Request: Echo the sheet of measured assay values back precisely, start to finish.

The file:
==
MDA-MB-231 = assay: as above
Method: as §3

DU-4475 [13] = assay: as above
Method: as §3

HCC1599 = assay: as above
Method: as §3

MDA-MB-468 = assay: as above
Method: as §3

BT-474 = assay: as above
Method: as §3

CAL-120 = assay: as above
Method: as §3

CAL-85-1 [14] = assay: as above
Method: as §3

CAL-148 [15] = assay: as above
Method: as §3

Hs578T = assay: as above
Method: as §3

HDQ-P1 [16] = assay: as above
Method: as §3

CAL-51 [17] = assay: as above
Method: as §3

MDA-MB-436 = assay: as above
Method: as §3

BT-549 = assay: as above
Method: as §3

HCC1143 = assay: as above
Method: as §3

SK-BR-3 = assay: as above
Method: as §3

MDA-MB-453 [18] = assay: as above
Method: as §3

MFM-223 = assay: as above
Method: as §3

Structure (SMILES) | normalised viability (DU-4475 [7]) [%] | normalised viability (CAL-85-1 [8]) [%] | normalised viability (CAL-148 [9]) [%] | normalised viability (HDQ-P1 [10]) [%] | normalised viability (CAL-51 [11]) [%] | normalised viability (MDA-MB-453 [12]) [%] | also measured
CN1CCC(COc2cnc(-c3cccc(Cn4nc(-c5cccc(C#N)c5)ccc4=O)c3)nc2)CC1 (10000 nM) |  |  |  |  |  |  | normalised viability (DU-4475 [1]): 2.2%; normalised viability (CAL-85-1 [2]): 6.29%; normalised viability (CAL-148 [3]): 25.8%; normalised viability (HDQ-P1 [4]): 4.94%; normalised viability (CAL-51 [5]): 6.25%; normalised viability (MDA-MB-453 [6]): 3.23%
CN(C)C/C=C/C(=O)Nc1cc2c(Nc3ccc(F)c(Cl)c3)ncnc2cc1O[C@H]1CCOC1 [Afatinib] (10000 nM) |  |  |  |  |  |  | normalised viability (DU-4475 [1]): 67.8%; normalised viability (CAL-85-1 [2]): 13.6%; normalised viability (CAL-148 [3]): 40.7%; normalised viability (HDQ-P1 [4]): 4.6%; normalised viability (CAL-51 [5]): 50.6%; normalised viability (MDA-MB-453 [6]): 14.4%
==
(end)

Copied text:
MDA-MB-231 = assay: as above
Method: as §3

DU-4475 [13] = assay: as above
Method: as §3

HCC1599 = assay: as above
Method: as §3

MDA-MB-468 = assay: as above
Method: as §3

BT-474 = assay: as above
Method: as §3

CAL-120 = assay: as above
Method: as §3

CAL-85-1 [14] = assay: as above
Method: as §3

CAL-148 [15] = assay: as above
Method: as §3

Hs578T = assay: as above
Method: as §3

HDQ-P1 [16] = assay: as above
Method: as §3

CAL-51 [17] = assay: as above
Method: as §3

MDA-MB-436 = assay: as above
Method: as §3

BT-549 = assay: as above
Method: as §3

HCC1143 = assay: as above
Method: as §3

SK-BR-3 = assay: as above
Method: as §3

MDA-MB-453 [18] = assay: as above
Method: as §3

MFM-223 = assay: as above
Method: as §3

Structure (SMILES) | normalised viability (DU-4475 [7]) [%] | normalised viability (CAL-85-1 [8]) [%] | normalised viability (CAL-148 [9]) [%] | normalised viability (HDQ-P1 [10]) [%] | normalised viability (CAL-51 [11]) [%] | normalised viability (MDA-MB-453 [12]) [%] | also measured
CN1CCC(COc2cnc(-c3cccc(Cn4nc(-c5cccc(C#N)c5)ccc4=O)c3)nc2)CC1 (10000 nM) |  |  |  |  |  |  | normalised viability (DU-4475 [1]): 2.2%; normalised viability (CAL-85-1 [2]): 6.29%; normalised viability (CAL-148 [3]): 25.8%; normalised viability (HDQ-P1 [4]): 4.94%; normalised viability (CAL-51 [5]): 6.25%; normalised viability (MDA-MB-453 [6]): 3.23%
CN(C)C/C=C/C(=O)Nc1cc2c(Nc3ccc(F)c(Cl)c3)ncnc2cc1O[C@H]1CCOC1 [Afatinib] (10000 nM) |  |  |  |  |  |  | normalised viability (DU-4475 [1]): 67.8%; normalised viability (CAL-85-1 [2]): 13.6%; normalised viability (CAL-148 [3]): 40.7%; normalised viability (HDQ-P1 [4]): 4.6%; normalised viability (CAL-51 [5]): 50.6%; normalised viability (MDA-MB-453 [6]): 14.4%